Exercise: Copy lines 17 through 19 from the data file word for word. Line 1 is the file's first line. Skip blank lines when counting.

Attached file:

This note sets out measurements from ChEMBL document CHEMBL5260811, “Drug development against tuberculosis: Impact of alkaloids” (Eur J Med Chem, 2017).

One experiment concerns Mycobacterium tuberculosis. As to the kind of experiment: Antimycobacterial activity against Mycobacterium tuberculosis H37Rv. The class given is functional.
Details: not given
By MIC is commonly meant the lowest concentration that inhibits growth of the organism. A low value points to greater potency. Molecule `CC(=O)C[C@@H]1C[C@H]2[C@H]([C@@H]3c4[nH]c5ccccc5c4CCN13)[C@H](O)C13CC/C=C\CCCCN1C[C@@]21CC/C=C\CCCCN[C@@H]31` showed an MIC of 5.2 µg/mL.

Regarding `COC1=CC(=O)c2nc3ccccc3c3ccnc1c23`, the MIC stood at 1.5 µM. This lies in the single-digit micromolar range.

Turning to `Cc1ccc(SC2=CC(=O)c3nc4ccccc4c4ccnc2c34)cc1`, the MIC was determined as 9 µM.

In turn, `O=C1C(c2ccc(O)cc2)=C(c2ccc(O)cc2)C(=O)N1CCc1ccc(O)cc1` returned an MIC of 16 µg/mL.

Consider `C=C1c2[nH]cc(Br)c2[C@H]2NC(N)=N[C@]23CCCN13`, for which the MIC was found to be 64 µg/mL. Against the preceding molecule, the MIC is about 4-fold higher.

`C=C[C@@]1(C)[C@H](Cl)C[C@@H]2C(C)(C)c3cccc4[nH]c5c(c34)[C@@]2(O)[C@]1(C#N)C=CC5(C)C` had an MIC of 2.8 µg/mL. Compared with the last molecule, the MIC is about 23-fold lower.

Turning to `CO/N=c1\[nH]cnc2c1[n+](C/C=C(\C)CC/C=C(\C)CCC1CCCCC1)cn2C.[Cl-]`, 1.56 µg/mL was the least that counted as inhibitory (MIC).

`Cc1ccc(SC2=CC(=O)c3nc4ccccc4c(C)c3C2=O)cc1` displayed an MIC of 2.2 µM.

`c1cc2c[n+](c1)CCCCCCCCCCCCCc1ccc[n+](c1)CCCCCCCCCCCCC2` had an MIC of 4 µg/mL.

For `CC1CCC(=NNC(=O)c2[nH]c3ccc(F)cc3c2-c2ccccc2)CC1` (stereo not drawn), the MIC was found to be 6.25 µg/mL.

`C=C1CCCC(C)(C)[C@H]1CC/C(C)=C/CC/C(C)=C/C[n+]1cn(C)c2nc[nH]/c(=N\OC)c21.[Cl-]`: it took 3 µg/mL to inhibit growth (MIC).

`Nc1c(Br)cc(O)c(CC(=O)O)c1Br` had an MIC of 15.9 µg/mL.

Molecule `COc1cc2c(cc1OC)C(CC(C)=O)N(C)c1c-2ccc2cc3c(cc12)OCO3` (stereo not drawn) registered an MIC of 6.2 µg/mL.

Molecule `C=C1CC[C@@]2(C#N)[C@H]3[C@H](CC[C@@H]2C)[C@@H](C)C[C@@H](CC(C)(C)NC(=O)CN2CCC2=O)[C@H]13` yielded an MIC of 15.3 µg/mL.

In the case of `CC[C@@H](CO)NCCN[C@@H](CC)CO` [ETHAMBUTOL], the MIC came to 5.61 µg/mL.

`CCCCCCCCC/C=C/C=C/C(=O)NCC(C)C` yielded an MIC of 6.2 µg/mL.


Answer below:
Molecule `C=C1CC[C@@]2(C#N)[C@H]3[C@H](CC[C@@H]2C)[C@@H](C)C[C@@H](CC(C)(C)NC(=O)CN2CCC2=O)[C@H]13` yielded an MIC of 15.3 µg/mL.

In the case of `CC[C@@H](CO)NCCN[C@@H](CC)CO` [ETHAMBUTOL], the MIC came to 5.61 µg/mL.

`CCCCCCCCC/C=C/C=C/C(=O)NCC(C)C` yielded an MIC of 6.2 µg/mL.